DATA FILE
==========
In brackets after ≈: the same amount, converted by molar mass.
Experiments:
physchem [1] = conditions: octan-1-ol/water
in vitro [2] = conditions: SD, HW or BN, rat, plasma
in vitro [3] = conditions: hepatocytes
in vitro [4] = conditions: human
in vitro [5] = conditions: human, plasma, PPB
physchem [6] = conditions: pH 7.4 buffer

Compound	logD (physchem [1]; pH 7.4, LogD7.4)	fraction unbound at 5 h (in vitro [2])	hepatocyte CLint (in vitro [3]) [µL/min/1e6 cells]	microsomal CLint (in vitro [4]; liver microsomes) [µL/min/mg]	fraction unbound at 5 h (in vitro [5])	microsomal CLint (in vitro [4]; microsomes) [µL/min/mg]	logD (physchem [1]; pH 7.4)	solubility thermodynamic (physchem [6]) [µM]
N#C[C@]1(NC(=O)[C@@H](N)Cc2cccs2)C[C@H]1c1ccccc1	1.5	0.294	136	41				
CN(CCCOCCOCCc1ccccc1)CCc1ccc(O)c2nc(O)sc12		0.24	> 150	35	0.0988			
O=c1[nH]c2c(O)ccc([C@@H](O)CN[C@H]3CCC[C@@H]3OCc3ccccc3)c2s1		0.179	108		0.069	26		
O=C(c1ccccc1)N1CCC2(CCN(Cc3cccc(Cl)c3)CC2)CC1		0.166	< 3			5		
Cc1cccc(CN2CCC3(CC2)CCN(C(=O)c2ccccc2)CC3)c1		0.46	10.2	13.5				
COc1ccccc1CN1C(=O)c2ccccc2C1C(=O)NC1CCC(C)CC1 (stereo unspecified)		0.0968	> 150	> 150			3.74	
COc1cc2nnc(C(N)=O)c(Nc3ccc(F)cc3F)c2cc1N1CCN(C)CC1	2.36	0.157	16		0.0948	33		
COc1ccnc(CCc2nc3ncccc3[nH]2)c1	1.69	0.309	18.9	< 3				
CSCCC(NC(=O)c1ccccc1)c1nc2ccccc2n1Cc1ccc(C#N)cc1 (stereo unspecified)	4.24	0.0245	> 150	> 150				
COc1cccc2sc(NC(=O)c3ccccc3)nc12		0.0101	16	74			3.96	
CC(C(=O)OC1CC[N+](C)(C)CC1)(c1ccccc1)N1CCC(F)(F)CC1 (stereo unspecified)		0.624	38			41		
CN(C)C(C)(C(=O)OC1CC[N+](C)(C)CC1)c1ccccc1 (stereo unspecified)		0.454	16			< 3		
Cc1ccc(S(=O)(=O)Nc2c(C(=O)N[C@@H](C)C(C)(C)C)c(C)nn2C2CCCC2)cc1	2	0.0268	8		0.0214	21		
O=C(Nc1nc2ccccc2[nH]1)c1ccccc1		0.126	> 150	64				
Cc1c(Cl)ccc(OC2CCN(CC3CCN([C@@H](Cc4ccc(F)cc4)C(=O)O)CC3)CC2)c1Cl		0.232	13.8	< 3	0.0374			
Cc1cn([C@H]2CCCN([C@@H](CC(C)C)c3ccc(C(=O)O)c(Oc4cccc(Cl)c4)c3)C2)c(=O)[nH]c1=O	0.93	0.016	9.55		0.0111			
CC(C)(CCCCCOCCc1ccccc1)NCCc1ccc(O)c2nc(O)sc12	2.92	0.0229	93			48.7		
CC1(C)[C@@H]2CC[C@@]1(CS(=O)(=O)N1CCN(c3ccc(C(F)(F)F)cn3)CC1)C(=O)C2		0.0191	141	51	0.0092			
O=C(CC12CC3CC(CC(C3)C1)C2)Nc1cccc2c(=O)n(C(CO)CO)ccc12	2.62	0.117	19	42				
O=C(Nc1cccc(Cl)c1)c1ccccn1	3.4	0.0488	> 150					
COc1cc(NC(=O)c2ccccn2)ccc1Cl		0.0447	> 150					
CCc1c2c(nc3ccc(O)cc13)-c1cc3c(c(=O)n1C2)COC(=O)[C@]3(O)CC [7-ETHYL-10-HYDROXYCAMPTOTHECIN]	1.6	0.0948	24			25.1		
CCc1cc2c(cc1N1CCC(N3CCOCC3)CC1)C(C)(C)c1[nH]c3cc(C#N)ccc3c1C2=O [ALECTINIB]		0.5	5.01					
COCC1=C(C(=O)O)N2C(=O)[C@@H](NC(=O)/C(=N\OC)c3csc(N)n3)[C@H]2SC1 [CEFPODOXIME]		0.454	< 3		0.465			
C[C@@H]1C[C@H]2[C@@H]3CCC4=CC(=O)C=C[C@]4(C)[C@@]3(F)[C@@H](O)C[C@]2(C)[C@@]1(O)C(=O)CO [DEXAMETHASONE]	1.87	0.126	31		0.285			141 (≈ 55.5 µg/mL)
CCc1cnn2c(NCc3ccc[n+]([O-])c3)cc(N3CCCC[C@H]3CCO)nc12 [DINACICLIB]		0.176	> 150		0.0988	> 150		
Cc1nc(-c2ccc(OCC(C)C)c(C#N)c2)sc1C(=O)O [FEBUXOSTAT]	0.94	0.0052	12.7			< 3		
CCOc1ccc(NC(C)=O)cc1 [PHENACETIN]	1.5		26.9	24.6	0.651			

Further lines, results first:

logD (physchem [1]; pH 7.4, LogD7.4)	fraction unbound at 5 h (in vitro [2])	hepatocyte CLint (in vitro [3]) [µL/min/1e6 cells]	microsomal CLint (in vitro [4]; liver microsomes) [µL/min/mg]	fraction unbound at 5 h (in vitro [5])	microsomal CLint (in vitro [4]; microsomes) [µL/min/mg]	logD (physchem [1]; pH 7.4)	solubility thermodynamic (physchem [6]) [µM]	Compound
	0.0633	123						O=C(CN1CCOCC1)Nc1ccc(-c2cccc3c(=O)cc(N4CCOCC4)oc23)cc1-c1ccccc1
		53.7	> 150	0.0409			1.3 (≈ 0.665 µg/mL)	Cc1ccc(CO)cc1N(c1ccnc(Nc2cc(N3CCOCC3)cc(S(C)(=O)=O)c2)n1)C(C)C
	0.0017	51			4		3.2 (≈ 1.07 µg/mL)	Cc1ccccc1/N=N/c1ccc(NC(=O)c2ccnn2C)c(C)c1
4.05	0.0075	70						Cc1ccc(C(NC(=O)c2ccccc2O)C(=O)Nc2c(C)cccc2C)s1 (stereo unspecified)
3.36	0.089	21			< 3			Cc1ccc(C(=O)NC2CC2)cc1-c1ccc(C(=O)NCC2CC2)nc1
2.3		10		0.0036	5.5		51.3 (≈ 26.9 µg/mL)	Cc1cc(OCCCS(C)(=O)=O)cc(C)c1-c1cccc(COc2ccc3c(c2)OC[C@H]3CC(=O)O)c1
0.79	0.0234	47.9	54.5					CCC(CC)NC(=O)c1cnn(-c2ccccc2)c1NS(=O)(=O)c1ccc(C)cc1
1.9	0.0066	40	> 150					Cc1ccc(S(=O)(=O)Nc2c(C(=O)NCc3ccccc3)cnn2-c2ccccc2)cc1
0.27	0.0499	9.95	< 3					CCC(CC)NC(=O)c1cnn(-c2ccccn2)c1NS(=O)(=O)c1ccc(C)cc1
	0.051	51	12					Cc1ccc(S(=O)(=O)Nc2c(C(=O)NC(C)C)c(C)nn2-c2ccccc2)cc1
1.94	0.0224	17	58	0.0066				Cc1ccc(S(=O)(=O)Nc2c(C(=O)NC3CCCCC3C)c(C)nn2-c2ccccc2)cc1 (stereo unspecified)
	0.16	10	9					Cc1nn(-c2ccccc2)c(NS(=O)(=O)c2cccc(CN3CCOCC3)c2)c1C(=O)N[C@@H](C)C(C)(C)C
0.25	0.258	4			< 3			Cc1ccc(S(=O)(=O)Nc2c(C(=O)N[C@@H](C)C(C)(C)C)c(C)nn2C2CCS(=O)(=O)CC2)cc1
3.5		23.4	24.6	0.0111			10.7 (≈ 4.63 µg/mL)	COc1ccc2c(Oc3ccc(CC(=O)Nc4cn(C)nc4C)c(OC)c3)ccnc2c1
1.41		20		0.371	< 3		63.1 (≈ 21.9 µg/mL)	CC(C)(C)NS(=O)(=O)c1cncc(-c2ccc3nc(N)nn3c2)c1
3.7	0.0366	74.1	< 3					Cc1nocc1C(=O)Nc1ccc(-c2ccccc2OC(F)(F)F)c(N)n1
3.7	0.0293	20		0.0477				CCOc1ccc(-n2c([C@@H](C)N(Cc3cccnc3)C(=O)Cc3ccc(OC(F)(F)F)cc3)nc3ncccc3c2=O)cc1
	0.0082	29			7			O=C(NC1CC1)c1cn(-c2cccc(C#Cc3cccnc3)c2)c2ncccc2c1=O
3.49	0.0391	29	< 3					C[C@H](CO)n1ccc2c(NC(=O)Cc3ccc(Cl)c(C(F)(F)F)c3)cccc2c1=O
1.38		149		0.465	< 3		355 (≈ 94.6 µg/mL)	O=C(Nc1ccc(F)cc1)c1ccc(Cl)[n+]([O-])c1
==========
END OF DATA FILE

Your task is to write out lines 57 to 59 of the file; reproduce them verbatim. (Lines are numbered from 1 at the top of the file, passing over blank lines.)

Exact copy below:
	0.0082	29			7			O=C(NC1CC1)c1cn(-c2cccc(C#Cc3cccnc3)c2)c2ncccc2c1=O
3.49	0.0391	29	< 3					C[C@H](CO)n1ccc2c(NC(=O)Cc3ccc(Cl)c(C(F)(F)F)c3)cccc2c1=O
1.38		149		0.465	< 3		355 (≈ 94.6 µg/mL)	O=C(Nc1ccc(F)cc1)c1ccc(Cl)[n+]([O-])c1